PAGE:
Is the university over?

In 2021, campus cancel culture took an ugly turn.

Joanna Williams

Joanna Williams
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Topics Free Speech Identity Politics Politics UK

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Lockdown kept Britain’s students off campus for much of the past 12 months, but universities still kept hitting the headlines for all the wrong reasons. 2021 was the year No Platforming turned ugly.

This year’s season finale was performed by students at Durham University, with Rod Liddle superbly cast as pantomime villain. Liddle’s mere presence on campus was probably triggering enough for many of the north-east’s poshest students, but it was his quips about the university’s fully trained-up student sex wokers that led some to flounce out midway through his after-dinner speech. He was invited by Tim Luckhurst, the principal of Durham’s South College. Luckhurst branded those who left ‘pathetic’. Events then spiralled.

Hundreds of students joined protests calling for Luckhurst’s resignation while Durham’s acting vice-chancellor provided reassurances that safety was his top priority, as if Liddle and Luckhurst had somehow dangerously imperilled the students. With tragic predictability, academics backed the protesters rather than defending free speech. Dr Susan Frenk, another of Durham’s college principals, declared: ‘The pain cannot be erased, but we can try to play our part in healing the wounds.’ Spare us, please! Liddle gave an after-dinner speech, he didn’t open fire into the crowd. Meanwhile, Luckhurst has ‘stepped back’ from his duties pending an inquiry.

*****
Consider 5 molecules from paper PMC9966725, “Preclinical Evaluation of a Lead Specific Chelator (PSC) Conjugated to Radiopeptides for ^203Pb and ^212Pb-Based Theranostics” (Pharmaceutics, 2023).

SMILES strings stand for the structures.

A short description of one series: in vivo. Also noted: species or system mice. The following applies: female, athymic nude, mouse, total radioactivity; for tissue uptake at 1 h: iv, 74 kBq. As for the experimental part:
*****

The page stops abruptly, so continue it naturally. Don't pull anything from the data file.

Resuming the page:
In the month before the Durham drama kicked off, Cambridge treated us to this year’s life-imitates-art moment. In what looked like a re-enactment of Netflix’s campus comedy, The Chair, art historian Andrew Graham-Dixon, addressing the Cambridge Union while ‘quite drunk’, attempted to ‘underline the utterly evil nature of Hitler’ through the medium of impersonation. Big mistake. The union’s president then promised to ‘create a blacklist of speakers never to be invited back’, with Graham-Dixon the first to go on the list. In response, comedian John Cleese proffered his own name for the blacklist, forcing the president to back down.